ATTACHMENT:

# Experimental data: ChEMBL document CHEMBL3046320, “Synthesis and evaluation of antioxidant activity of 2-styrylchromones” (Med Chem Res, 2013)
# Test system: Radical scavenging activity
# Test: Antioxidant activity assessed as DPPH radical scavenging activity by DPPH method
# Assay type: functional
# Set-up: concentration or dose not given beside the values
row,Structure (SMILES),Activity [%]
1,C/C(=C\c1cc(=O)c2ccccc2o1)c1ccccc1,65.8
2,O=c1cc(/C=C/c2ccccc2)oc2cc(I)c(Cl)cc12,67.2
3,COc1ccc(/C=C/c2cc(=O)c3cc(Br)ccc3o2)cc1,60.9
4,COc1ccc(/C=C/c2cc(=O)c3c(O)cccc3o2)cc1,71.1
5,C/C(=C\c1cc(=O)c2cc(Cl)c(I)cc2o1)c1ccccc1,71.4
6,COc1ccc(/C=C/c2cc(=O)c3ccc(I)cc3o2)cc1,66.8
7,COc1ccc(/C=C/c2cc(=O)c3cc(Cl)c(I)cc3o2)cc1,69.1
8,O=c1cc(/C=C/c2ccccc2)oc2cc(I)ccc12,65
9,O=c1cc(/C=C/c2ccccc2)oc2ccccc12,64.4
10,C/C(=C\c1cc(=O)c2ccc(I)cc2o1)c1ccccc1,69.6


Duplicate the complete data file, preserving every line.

# Experimental data: ChEMBL document CHEMBL3046320, “Synthesis and evaluation of antioxidant activity of 2-styrylchromones” (Med Chem Res, 2013)
# Test system: Radical scavenging activity
# Test: Antioxidant activity assessed as DPPH radical scavenging activity by DPPH method
# Assay type: functional
# Set-up: concentration or dose not given beside the values
row,Structure (SMILES),Activity [%]
1,C/C(=C\c1cc(=O)c2ccccc2o1)c1ccccc1,65.8
2,O=c1cc(/C=C/c2ccccc2)oc2cc(I)c(Cl)cc12,67.2
3,COc1ccc(/C=C/c2cc(=O)c3cc(Br)ccc3o2)cc1,60.9
4,COc1ccc(/C=C/c2cc(=O)c3c(O)cccc3o2)cc1,71.1
5,C/C(=C\c1cc(=O)c2cc(Cl)c(I)cc2o1)c1ccccc1,71.4
6,COc1ccc(/C=C/c2cc(=O)c3ccc(I)cc3o2)cc1,66.8
7,COc1ccc(/C=C/c2cc(=O)c3cc(Cl)c(I)cc3o2)cc1,69.1
8,O=c1cc(/C=C/c2ccccc2)oc2cc(I)ccc12,65
9,O=c1cc(/C=C/c2ccccc2)oc2ccccc12,64.4
10,C/C(=C\c1cc(=O)c2ccc(I)cc2o1)c1ccccc1,69.6